Night Aligners Monthly. This plan costs $80 per month over 18 months with no down payment and starting at 0% interest. This package also includes the impression kit, treatment preview, invisible aligners, retainers (worth $149) and whitening foam (worth $39).

Night Aligners Preview Plan. Start with the $49 impression kit plus preview package, which includes the impression kit and a preview image of how your teeth may look once you complete your treatment. If you like what you see, you can pay for your aligners and get started with treatment. If you’re not a good candidate for this type of treatment, you can request a refund.

AlignerCo.

AlignerCo positions itself as the least-expensive option for clear aligners. There is no in-person visit, rather you start with an at-home impression kit and mail it back to the company for a customized treatment plan. The cost of treatment, if you’re opting for the one-time payment SmileAdvantage plan, costs just $895 and includes an impression kit, invisible aligners and retainers. You’ll also get a free teeth whitening kit with this plan.

You can also finance through AlignerCo for $81 per month over 12 months with its SmileFlex option or $95 per month for 11 months with $275 down with its SmileFlex Easy plan.

AlignerCo also offers NightOnly Clear Aligners which are worn for 8 to 10 hours per day for 6 to 8 months, and they include the same financing options.

What to Expect from Clear Aligner Treatment

Sulitzer says SmileDirectClub’s aligners are “designed for mild-to-moderate teeth correction, including treating space between teeth, crowding, rotations and some bite correction.” Users must be at least 12 years old with all permanent teeth present (i.e. no baby teeth left) before beginning treatment. This is typically the age when your child’s dentist may recommend seeing an orthodontist.

By contrast, Invisalign’s spokesperson says that their process can “treat approximately 90% of malocclusion from adults to teens to kids as young as 6 years old.” Most patients complete treatment in 12 to 18 months, “although many patients can start seeing results in a matter of weeks.”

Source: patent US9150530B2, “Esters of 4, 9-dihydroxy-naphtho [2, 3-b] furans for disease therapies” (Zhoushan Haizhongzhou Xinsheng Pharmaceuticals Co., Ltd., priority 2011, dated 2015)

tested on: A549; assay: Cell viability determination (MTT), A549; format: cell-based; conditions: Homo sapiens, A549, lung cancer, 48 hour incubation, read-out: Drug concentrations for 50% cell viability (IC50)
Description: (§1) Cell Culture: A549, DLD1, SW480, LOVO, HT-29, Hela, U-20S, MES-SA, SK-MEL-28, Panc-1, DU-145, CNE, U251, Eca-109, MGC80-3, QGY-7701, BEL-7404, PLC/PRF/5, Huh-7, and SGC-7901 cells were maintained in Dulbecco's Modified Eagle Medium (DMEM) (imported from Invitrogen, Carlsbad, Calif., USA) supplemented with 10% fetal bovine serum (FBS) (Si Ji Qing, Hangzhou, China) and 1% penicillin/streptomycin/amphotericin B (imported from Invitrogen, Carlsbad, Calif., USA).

Sulitzer adds that “any form of teeth straightening should always be prescribed and monitored by a state-licensed dentist or orthodontist, including the use of clear aligners.” SmileDirectClub offers this via a “telehealth platform that remotely connects licensed practitioners with customers, maintaining connections through an online patient portal and 24/7 customer care.”

Treatment plans are customized to the individual patient and progress is monitored with regular checkups, either in-person via the company’s partner network or via the telehealth platform.

This telehealth approach helps keep costs down. “While our customers may not be visiting a dentist or orthodontist office in person, their care is still guided by these professionals remotely through telehealth,” Sulitzer says.?

[Read: Best TMJ Exercises for Jaw Pain Relief.]

One User’s Experience With Invisible Braces

Suzanne Heim-Bowen, a retired school psychologist living in the San Francisco area, was an early adopter of Invisalign, the first type of clear aligner to enter the market. She got hers nearly 20 years ago when she was in her mid-40s. “I was one of the people early on getting Invisalign and other adults also saw that I had it. There were only a few dentists at the time who offered it,” she recalls.

Heim-Bowen says her experience with clear aligners was good, though being diligent about wearing them the prescribed number of hours each day was key. “It worked for me. I only had to take it out when I ate and make sure I didn’t lose it, which is kind of easy to do, actually,” she says.

Indeed, like metal retainers of yore that would often find their way into the middle school cafeteria’s trash barrel when forgotten on the lunch tray, invisible aligners are even easier to forget because they’re harder to see.

Heim-Bowen says she used Invisalign straighteners for about a year, and when she was finished, her smile had improved. “My teeth are not perfect, but I’m OK with that.” She still wears the retainer every night while she sleeps to keep her teeth in place.

The retainer also helps prevent her from grinding her teeth while she sleeps. “I guess that it’s protected my teeth because I’ve been through one or two retainers for the bottom, so it’s really helped to keep from grinding,” she says.

Because the invisible aligners she used “cost about the same as metal braces” at the time, “I thought it was cost effective,” she says.

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How Much Do Invisible Braces Cost? originally appeared on usnews.com

Update 03/18/22: The story was previously published at an earlier date and has been updated with new information.